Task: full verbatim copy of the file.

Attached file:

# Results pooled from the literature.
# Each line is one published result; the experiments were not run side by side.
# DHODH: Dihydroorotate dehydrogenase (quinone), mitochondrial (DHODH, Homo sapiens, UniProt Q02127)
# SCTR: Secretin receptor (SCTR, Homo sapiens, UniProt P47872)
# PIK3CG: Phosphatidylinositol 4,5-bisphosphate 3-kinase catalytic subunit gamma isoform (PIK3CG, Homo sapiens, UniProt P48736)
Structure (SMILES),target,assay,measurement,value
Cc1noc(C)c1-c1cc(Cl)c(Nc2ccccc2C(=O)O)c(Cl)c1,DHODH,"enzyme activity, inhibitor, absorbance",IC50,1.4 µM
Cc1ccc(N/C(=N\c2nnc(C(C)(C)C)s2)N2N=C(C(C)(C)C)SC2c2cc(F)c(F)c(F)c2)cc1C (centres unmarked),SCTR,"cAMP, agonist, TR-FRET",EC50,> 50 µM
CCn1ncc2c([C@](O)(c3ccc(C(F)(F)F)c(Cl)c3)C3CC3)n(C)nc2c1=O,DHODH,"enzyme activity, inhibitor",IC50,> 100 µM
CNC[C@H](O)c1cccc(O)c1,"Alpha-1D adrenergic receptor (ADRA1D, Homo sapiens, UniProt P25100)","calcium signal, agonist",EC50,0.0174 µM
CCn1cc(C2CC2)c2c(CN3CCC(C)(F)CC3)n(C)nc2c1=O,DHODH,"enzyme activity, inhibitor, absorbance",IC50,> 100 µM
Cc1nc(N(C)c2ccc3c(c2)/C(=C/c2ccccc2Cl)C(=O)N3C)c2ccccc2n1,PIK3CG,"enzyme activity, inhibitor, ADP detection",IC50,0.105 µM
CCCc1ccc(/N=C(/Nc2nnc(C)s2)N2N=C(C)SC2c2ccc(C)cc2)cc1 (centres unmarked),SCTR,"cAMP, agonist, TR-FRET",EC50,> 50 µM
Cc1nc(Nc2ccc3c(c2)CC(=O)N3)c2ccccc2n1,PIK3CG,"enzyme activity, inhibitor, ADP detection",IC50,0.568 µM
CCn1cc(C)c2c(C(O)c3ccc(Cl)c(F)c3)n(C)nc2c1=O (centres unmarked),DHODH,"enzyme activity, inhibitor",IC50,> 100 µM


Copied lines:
# Results pooled from the literature.
# Each line is one published result; the experiments were not run side by side.
# DHODH: Dihydroorotate dehydrogenase (quinone), mitochondrial (DHODH, Homo sapiens, UniProt Q02127)
# SCTR: Secretin receptor (SCTR, Homo sapiens, UniProt P47872)
# PIK3CG: Phosphatidylinositol 4,5-bisphosphate 3-kinase catalytic subunit gamma isoform (PIK3CG, Homo sapiens, UniProt P48736)
Structure (SMILES),target,assay,measurement,value
Cc1noc(C)c1-c1cc(Cl)c(Nc2ccccc2C(=O)O)c(Cl)c1,DHODH,"enzyme activity, inhibitor, absorbance",IC50,1.4 µM
Cc1ccc(N/C(=N\c2nnc(C(C)(C)C)s2)N2N=C(C(C)(C)C)SC2c2cc(F)c(F)c(F)c2)cc1C (centres unmarked),SCTR,"cAMP, agonist, TR-FRET",EC50,> 50 µM
CCn1ncc2c([C@](O)(c3ccc(C(F)(F)F)c(Cl)c3)C3CC3)n(C)nc2c1=O,DHODH,"enzyme activity, inhibitor",IC50,> 100 µM
CNC[C@H](O)c1cccc(O)c1,"Alpha-1D adrenergic receptor (ADRA1D, Homo sapiens, UniProt P25100)","calcium signal, agonist",EC50,0.0174 µM
CCn1cc(C2CC2)c2c(CN3CCC(C)(F)CC3)n(C)nc2c1=O,DHODH,"enzyme activity, inhibitor, absorbance",IC50,> 100 µM
Cc1nc(N(C)c2ccc3c(c2)/C(=C/c2ccccc2Cl)C(=O)N3C)c2ccccc2n1,PIK3CG,"enzyme activity, inhibitor, ADP detection",IC50,0.105 µM
CCCc1ccc(/N=C(/Nc2nnc(C)s2)N2N=C(C)SC2c2ccc(C)cc2)cc1 (centres unmarked),SCTR,"cAMP, agonist, TR-FRET",EC50,> 50 µM
Cc1nc(Nc2ccc3c(c2)CC(=O)N3)c2ccccc2n1,PIK3CG,"enzyme activity, inhibitor, ADP detection",IC50,0.568 µM
CCn1cc(C)c2c(C(O)c3ccc(Cl)c(F)c3)n(C)nc2c1=O (centres unmarked),DHODH,"enzyme activity, inhibitor",IC50,> 100 µM